Many of the most desired vintage and muscle car bodies are becoming difficult to find. These bodies can cost extravagant amounts of money, and typically require extensive rust or damage repair. When you are talking about Chevy body shells within the 50-year range of age, the years have not been the best of friends to what is now vintage sheetmetal.
For years, Real Deal Steel (RDS) has been offering an alternative to those tired bodies. The company’s all-new Chevrolet shells are available in several body styles including ’55, ’56, and ’57 Chevy, ’67 to ’69 Camaro/Firebird, ’70 to ’73 Camaro coupe, and the ’66 to ’67 Nova. On the blue oval side, they even construct a new 1940 Ford coupe shell.
The “Body In White” Returns
A new option from RDS, manufactured specifically for racers and chassis builders, is a race-oriented steel body. These shells are minus many of the unneeded panels that would be cut away during a race car build. They are now available in first-generation Camaro/Firebird along with the popular ’66 and ’67 Nova.
These steel race bodies come without the floor pan, trunk floor, firewall, or frame rails. Minus those middle panels, a new race-car chassis and rollcage project can result in a significant amount of time savings and less wasted metal.
Also eliminated from the race-body option are the dash panel, rear-seat structure, and wheel tubs. All these components would eventually hit the shop floor via a plasma cutter anyway, only to be replaced with custom-fabbed race panels. This is a great option, as locating a quality body from the ’60s to chop away at would almost be sacrilege.
We spoke with Joe Whitaker, one of the partners at Real Deal Steel. Joe proudly explained how they create these painstaking reproductions with such high dimensional accuracy.
“It is pretty much the same build process from start to finish as constructing a complete steel reproduction body,” Whitaker describes. “We fixture a firewall and floor panel in place for the race body build. An overall jig with small add-on fixtures holds the individual panels to tight tolerances. The floor and firewall are then removed when the outer race body is completed.”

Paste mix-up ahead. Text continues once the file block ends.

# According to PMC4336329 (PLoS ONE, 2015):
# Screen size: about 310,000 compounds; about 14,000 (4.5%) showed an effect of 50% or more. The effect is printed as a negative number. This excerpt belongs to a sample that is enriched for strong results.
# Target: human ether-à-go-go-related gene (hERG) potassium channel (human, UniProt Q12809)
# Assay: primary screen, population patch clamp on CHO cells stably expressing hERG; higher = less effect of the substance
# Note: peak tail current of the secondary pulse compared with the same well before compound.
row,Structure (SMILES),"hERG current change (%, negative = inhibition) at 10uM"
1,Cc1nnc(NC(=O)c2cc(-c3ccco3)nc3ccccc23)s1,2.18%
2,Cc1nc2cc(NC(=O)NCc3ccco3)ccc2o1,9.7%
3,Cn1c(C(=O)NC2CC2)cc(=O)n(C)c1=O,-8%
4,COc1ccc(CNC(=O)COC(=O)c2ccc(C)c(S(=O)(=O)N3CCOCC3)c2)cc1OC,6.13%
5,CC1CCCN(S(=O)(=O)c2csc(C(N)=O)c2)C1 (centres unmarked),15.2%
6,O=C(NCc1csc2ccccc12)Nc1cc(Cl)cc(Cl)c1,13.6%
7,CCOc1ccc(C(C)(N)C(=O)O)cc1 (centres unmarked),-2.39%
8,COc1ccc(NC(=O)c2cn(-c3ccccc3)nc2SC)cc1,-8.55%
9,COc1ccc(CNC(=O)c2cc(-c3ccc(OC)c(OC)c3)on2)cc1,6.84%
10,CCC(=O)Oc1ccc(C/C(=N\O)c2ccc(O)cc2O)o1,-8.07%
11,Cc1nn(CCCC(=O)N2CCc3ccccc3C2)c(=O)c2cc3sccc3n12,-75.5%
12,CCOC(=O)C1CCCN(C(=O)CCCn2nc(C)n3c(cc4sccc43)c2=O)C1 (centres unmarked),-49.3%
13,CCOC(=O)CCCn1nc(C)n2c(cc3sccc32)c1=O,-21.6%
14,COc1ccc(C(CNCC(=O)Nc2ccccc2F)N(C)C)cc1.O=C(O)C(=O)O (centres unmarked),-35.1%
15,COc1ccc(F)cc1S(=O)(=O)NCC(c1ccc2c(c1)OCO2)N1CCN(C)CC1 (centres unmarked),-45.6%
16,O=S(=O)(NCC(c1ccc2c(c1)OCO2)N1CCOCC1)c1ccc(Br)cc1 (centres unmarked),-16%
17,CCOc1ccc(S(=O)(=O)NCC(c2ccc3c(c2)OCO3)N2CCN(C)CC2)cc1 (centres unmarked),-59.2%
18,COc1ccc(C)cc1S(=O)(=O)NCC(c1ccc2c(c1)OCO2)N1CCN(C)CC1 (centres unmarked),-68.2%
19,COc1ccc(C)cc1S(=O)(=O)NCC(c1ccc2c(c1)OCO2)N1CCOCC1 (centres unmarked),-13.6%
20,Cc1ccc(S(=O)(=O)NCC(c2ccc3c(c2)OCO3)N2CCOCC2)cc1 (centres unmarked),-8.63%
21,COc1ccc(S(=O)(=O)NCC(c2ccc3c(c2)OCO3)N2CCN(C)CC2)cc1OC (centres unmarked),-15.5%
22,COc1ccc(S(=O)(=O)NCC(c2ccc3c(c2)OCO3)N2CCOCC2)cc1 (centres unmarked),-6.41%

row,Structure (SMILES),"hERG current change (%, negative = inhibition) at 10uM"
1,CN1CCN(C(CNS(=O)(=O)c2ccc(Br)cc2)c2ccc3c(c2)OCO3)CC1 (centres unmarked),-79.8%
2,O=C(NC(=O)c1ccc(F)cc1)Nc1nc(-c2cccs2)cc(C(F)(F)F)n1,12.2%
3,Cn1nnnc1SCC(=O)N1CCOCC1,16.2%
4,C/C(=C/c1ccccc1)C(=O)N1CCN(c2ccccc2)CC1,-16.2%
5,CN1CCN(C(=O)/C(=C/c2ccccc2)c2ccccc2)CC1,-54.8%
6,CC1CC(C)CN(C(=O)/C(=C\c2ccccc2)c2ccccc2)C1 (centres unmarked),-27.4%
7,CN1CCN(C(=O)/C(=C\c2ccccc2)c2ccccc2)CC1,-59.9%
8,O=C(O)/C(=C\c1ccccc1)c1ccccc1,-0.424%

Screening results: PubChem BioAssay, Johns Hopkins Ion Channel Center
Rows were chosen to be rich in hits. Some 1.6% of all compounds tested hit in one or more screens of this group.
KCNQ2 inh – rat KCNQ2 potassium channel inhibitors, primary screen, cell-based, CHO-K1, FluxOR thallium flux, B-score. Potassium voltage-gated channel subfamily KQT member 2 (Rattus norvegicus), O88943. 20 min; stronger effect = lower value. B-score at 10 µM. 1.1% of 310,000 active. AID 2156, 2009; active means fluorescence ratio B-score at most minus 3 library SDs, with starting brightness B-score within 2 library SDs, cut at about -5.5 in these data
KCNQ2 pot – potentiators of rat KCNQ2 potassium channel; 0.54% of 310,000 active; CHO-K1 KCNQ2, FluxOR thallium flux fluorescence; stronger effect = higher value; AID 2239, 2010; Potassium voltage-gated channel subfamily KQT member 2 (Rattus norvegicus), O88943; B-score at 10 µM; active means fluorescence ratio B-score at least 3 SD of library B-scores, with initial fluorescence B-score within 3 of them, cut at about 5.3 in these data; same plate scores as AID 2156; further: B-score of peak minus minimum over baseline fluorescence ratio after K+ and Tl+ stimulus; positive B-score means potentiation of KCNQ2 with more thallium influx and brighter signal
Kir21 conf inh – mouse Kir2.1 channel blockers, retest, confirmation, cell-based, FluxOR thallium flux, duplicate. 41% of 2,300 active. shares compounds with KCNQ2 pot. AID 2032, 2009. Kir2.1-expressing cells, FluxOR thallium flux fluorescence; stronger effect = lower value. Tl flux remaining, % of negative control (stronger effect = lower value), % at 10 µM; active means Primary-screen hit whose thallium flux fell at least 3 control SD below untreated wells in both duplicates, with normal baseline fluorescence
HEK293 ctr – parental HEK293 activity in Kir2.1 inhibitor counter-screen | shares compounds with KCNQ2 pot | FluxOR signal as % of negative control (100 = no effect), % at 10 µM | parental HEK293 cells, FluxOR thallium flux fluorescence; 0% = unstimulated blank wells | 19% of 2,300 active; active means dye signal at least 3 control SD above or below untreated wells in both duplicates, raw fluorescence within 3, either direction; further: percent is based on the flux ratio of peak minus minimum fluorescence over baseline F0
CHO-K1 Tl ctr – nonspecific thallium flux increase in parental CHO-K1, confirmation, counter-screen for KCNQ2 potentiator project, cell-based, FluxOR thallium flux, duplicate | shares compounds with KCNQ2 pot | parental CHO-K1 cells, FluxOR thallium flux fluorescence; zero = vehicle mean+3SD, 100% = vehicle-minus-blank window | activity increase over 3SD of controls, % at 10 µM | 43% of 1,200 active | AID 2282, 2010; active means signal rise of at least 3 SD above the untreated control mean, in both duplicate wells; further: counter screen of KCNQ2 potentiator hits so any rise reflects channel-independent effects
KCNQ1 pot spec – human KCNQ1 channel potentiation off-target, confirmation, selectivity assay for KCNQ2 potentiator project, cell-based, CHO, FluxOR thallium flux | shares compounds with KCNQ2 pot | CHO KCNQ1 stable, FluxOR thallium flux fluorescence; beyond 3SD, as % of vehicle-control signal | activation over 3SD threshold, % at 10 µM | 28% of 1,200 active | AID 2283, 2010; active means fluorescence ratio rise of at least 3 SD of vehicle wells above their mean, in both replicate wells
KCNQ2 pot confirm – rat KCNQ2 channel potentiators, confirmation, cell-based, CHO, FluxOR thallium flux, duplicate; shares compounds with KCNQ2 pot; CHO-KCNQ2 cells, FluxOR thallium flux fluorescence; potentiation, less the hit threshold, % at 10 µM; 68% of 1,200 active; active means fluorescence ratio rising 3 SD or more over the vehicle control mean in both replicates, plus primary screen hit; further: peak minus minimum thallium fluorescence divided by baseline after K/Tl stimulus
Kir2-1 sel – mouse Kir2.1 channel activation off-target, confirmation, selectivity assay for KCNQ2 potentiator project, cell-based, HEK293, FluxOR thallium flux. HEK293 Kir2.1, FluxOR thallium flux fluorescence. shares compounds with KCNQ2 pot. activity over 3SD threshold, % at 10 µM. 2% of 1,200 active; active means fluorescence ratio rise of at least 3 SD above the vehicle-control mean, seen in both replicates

The elaborate fixture system is the result of painstaking development, providing the RDS bodies with an exact dimensional match to an original shell.
“We work with as many individual stampings as possible,” Whitaker says. “No metal panels come to us in a pre-welded subgroup. These individual sub-panels allow us more fitment opportunities to finish the critical points like the factory tooling holes, doors, windows, and body pillars in perfect position.”
One Big Jigsaw Puzzle
Assembling a body is a one-person job, with good reason behind that work process. RDS wants the fixture tooling and the individual panels to fit so well before welding that one person can pull each panel group together. If it takes more than one person to “nudge” the many different panels, they examine the assembly to find the fitment problem.
“It takes approximately 7- to 8-working days for one person to assemble and weld up one body shell,” Whitaker adds. “Our bodies are assembled with 25-percent more high-strength spot welds than an original shell.”
That is a valid point with the numerous stresses a steel body endures in a motorsports application. “Each body-type has an individual personality when it comes to assembling,” stated Whitaker. “We’ve had amazing conversations with Chevrolet and Fisher Body assembly workers from the past who originally put these cars together back in the ’60s. These individuals told us it was an art form to them as well.”
Each body-type has an individual personality when it comes to assembling. We’ve had amazing conversations with Chevrolet and Fisher Body assembly workers from the past who originally put these cars together back in the ’60s. These individuals told us it was an art form to them as well. – Joe Whitaker